I wanted to try a simpler menu forÂ She Who Must Be Obeyed’s birthday dinner, especially after I remembered all ofÂ the work that went into last year’s affair. Still, I knew our guests would be expecting something with a modernist twist, which led to my unearthing this recipe that I had filed away last year.
I knew from prior testing that although the chemistry was straightforward, forming the spheres would try my patience. While shopping online forÂ ingredients, I noticed a silicone mold designed to form perfect half-spheres that would be the perfect solution to my problem: How would I make the spheres a la minute without tearing my hair out?
Not leaving anything to chance, I prepared a test batch of pea puree, added the sodium alginate, then filled the mold.
Once they were frozen I prepared a calcium chloride solution and heated it to 110 Â°F, figuring it would take about five minutes for the spheres to thaw. Once the bath was ready, I dropped in a handful of the frozen half-spheres.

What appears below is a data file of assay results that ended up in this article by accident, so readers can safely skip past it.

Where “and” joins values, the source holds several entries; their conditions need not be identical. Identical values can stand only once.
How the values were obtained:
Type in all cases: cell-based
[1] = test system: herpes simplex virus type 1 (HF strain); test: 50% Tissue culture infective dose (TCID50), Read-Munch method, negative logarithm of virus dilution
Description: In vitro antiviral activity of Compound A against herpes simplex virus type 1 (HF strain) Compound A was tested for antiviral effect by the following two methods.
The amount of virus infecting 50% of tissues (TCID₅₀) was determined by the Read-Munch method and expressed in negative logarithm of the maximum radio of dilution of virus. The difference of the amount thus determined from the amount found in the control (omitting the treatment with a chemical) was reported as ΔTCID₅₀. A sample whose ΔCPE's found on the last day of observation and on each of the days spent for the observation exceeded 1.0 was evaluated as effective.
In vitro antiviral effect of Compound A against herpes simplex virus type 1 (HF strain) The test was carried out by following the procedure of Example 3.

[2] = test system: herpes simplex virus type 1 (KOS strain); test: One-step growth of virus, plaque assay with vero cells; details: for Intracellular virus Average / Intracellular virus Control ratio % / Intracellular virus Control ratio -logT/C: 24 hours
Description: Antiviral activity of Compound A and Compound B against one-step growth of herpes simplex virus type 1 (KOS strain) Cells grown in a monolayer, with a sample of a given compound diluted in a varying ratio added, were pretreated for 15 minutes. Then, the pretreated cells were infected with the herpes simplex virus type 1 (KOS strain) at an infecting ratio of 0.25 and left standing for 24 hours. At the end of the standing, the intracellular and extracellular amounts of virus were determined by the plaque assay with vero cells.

As they warmed up, I flipped the spheres over every 30 seconds or so, which produced a more rounded shape. After five minutes I strained them out and rinsed them in a warm distilled water bath.
About an hour before dinner I sliced brioche into small triangles, dipped them in egg/cream/maple syrup batter, then sautÃ©ed them until brown. While the toast cooked I caramelized shallots in sherry vinegar and brown sugar. I prepared a new batch of spheres from fresh pea/mint puree I made earlier in the day, holding them in the warm water bath. To plate, I layered each toast triangle with a slice of prosciutto and some of the caramelized shallots, topped with a pea sphere.
This dish was a hit, with one guest proclaiming it “a perfect little bite.”
I was asked so many questions about how the spheres were made that I hosted a short demo in the kitchen after dinner:
As you can see, forming the spheres by hand is not the way to go. Now that I’ve mastered the technique, I’ll be trying other flavors soon.